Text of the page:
As an Independent Living Specialist at Solutions for Independence, I have had the pleasure of transitioning someone from a nurs­ing home to their own home. I feel it is important to share what I have learned and help others who may be in the same position, or a family member, friend or other individual who is trying to assist someone in such a transition.

Many people have spoken who seem to believe that it is simple to find housing and move the person to that location. Transitions are multifaceted and very time consuming.

It is essential that anyone who provides such services takes the time to fully understand the personal needs, health needs, support needs, and emotional support necessary to assist someone in making such a change.

Initially it is important that the individual is ready for discharge according to the physician at the facility. Those of us working for agencies cannot transition an individual against medical advice.

Take time to learn the person’s story. How long have they been in the facility? What was the situation which triggered placement? What are their health challenges? Are they receiving all the necessary healthcare needed in the facility? How much are they earning via income (VA benefits, SSDI, SSI, SSA)? Do friends and family frequently visit? If so when and can you meet them?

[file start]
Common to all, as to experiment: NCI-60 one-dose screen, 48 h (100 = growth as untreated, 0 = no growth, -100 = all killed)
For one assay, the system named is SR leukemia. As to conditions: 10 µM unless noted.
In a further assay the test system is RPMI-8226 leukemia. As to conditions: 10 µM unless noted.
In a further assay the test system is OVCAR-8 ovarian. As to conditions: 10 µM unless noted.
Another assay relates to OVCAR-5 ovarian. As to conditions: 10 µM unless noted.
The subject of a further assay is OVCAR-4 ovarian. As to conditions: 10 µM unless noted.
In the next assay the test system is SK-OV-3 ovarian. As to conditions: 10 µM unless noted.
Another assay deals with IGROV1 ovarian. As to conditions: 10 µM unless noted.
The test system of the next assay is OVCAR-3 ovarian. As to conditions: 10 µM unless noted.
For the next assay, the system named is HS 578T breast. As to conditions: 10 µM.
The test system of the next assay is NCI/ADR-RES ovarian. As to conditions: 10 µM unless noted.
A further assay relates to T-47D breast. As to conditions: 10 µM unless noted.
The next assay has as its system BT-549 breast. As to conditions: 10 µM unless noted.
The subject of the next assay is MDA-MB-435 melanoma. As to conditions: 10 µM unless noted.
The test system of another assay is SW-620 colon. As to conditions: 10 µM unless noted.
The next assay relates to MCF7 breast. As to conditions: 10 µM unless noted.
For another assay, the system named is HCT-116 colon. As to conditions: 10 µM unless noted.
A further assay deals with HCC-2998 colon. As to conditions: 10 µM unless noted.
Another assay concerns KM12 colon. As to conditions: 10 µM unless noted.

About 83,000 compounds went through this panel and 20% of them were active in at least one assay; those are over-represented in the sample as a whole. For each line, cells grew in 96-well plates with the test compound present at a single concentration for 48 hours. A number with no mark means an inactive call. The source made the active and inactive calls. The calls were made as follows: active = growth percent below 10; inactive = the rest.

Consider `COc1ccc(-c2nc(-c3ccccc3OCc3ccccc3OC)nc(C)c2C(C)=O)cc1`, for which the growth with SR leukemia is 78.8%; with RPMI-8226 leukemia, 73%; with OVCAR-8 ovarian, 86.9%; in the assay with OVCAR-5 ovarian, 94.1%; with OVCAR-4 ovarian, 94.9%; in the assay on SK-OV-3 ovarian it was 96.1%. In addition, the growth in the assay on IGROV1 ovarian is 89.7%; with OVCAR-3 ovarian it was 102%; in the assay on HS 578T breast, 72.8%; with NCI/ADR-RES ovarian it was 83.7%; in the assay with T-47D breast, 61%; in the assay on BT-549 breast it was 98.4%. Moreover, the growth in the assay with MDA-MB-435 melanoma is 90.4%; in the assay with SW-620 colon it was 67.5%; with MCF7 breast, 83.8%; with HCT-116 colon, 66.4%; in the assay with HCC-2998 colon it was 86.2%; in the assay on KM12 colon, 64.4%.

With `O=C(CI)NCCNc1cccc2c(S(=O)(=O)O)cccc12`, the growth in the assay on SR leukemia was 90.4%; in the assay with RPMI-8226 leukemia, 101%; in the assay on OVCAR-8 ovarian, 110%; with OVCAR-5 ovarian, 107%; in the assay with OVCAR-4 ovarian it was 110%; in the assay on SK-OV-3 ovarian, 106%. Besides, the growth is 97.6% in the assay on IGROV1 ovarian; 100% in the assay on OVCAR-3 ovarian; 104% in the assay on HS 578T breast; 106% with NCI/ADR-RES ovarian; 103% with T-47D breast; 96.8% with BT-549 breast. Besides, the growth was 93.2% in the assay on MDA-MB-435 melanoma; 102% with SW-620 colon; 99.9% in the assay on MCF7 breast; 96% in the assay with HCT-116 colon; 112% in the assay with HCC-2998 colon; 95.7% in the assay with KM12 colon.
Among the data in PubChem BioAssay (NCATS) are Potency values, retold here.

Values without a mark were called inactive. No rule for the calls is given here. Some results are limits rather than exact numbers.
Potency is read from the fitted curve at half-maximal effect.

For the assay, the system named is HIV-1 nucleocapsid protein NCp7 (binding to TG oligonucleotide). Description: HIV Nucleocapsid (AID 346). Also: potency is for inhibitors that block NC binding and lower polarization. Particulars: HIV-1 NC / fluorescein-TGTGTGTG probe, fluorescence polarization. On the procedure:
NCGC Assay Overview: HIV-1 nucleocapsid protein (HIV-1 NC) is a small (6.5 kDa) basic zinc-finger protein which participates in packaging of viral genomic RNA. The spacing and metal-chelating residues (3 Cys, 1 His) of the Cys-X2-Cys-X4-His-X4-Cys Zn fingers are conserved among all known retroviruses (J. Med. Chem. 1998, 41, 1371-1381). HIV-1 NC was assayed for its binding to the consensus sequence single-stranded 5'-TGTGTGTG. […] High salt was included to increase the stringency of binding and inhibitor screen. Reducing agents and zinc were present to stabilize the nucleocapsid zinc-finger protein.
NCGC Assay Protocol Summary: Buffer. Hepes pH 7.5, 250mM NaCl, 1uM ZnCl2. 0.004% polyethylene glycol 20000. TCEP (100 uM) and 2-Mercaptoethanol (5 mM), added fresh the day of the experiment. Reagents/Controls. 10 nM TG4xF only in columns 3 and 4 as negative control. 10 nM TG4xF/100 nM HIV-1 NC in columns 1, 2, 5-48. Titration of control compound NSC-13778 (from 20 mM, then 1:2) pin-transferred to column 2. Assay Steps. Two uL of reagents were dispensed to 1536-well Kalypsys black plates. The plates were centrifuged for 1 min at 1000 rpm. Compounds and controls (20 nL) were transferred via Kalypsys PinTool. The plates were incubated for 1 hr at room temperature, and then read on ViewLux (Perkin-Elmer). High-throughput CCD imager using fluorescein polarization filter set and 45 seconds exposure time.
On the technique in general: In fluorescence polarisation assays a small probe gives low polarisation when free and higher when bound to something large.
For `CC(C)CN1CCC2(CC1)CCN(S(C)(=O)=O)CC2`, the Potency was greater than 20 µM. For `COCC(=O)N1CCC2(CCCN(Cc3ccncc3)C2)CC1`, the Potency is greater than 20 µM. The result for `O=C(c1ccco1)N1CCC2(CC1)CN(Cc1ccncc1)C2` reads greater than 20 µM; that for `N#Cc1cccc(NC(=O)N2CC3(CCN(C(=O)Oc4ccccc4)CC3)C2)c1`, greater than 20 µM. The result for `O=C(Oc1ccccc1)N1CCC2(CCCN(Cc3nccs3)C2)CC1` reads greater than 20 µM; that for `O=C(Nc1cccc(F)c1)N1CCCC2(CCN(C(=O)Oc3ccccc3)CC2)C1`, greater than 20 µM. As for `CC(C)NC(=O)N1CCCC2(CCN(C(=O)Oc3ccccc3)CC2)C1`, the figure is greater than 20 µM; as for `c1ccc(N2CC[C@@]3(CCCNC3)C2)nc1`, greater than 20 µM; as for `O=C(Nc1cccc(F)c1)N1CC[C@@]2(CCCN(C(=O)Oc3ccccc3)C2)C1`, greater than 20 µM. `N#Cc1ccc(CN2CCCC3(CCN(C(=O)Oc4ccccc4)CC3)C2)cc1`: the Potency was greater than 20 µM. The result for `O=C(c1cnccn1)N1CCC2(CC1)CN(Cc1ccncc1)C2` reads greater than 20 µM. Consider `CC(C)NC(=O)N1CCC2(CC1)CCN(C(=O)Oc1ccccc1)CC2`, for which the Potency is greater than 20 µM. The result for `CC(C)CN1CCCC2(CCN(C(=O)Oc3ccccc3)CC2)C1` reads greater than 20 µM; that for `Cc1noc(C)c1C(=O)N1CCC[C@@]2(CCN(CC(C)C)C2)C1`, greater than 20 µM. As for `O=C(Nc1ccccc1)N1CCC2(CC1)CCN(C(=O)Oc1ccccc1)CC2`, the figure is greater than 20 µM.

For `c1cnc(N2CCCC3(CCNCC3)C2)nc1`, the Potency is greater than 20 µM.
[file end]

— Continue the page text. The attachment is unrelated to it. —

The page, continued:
Have the person explain what their goal is when leaving the facility. Know that housing in our area is very restrictive. Costs are high, people receive very low benefits . What insurance does the person have? Do they have monies saved?

It takes a considerable amount of time to effect a transition. If you are that person’s IL Specialist, social worker, counselor, family member, etc. understand that a person who transitions after a long period in any facility is going to expe­rience the world as a very new place. Technology, banking, paying bills, transportation, even obtaining groceries and going to a doctor’s appointment can become a challenge.

Understand that your role does not end when a person moves into their home, an entirely new phase begins. Depending on the individual you may initially be their sole means of  support. They will have questions  and need someone they trust to provide those answers.

This is another phase of their journey. They will need ongoing support and as you see them grow they will eventually make friends, connect with family, learn how to work in their new environment, learn new skills and overcome challenges.

Most importantly, remember this could be anyone of us. Due to my disability I was once unable to drive, unable to walk up or down steps, I was isolated and friends slipped away (a common occurrence among people with disabilities). I am very thankful to serve others like me, who needed one person to believe, the right mix of determination, medical care, and self-knowledge. And so it begins, “we will work together”

By: Debbie Hennessy, MS ILS